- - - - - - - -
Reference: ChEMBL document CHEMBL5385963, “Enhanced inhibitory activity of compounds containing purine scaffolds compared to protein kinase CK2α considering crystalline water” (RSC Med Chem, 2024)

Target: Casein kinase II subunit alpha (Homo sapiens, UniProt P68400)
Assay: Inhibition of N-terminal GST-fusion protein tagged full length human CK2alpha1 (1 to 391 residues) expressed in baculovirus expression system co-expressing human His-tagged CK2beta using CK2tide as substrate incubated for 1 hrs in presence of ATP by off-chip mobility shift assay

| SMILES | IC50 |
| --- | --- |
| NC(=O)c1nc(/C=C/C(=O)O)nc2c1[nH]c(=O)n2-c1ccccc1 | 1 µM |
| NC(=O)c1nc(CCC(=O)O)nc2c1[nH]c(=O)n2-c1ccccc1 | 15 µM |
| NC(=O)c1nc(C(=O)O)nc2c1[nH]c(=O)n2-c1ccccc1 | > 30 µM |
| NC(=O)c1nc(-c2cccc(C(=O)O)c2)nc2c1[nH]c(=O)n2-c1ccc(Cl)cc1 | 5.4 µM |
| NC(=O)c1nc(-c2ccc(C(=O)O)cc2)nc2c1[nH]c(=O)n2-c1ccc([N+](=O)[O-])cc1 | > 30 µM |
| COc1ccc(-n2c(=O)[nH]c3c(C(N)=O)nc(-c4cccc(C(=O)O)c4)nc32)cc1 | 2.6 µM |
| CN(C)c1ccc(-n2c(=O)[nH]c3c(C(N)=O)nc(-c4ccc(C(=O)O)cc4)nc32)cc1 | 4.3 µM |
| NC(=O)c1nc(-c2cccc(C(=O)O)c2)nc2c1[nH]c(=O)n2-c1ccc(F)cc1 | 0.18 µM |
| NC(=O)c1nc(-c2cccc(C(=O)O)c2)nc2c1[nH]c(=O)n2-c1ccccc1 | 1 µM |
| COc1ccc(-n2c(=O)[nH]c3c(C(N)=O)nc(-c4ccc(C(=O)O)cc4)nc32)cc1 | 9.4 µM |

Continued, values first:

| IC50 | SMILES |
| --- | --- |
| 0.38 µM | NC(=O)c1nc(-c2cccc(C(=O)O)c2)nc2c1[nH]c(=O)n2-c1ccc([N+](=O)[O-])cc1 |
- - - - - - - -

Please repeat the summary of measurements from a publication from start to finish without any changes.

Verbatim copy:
Reference: ChEMBL document CHEMBL5385963, “Enhanced inhibitory activity of compounds containing purine scaffolds compared to protein kinase CK2α considering crystalline water” (RSC Med Chem, 2024)

Target: Casein kinase II subunit alpha (Homo sapiens, UniProt P68400)
Assay: Inhibition of N-terminal GST-fusion protein tagged full length human CK2alpha1 (1 to 391 residues) expressed in baculovirus expression system co-expressing human His-tagged CK2beta using CK2tide as substrate incubated for 1 hrs in presence of ATP by off-chip mobility shift assay

| SMILES | IC50 |
| --- | --- |
| NC(=O)c1nc(/C=C/C(=O)O)nc2c1[nH]c(=O)n2-c1ccccc1 | 1 µM |
| NC(=O)c1nc(CCC(=O)O)nc2c1[nH]c(=O)n2-c1ccccc1 | 15 µM |
| NC(=O)c1nc(C(=O)O)nc2c1[nH]c(=O)n2-c1ccccc1 | > 30 µM |
| NC(=O)c1nc(-c2cccc(C(=O)O)c2)nc2c1[nH]c(=O)n2-c1ccc(Cl)cc1 | 5.4 µM |
| NC(=O)c1nc(-c2ccc(C(=O)O)cc2)nc2c1[nH]c(=O)n2-c1ccc([N+](=O)[O-])cc1 | > 30 µM |
| COc1ccc(-n2c(=O)[nH]c3c(C(N)=O)nc(-c4cccc(C(=O)O)c4)nc32)cc1 | 2.6 µM |
| CN(C)c1ccc(-n2c(=O)[nH]c3c(C(N)=O)nc(-c4ccc(C(=O)O)cc4)nc32)cc1 | 4.3 µM |
| NC(=O)c1nc(-c2cccc(C(=O)O)c2)nc2c1[nH]c(=O)n2-c1ccc(F)cc1 | 0.18 µM |
| NC(=O)c1nc(-c2cccc(C(=O)O)c2)nc2c1[nH]c(=O)n2-c1ccccc1 | 1 µM |
| COc1ccc(-n2c(=O)[nH]c3c(C(N)=O)nc(-c4ccc(C(=O)O)cc4)nc32)cc1 | 9.4 µM |

Continued, values first:

| IC50 | SMILES |
| --- | --- |
| 0.38 µM | NC(=O)c1nc(-c2cccc(C(=O)O)c2)nc2c1[nH]c(=O)n2-c1ccc([N+](=O)[O-])cc1 |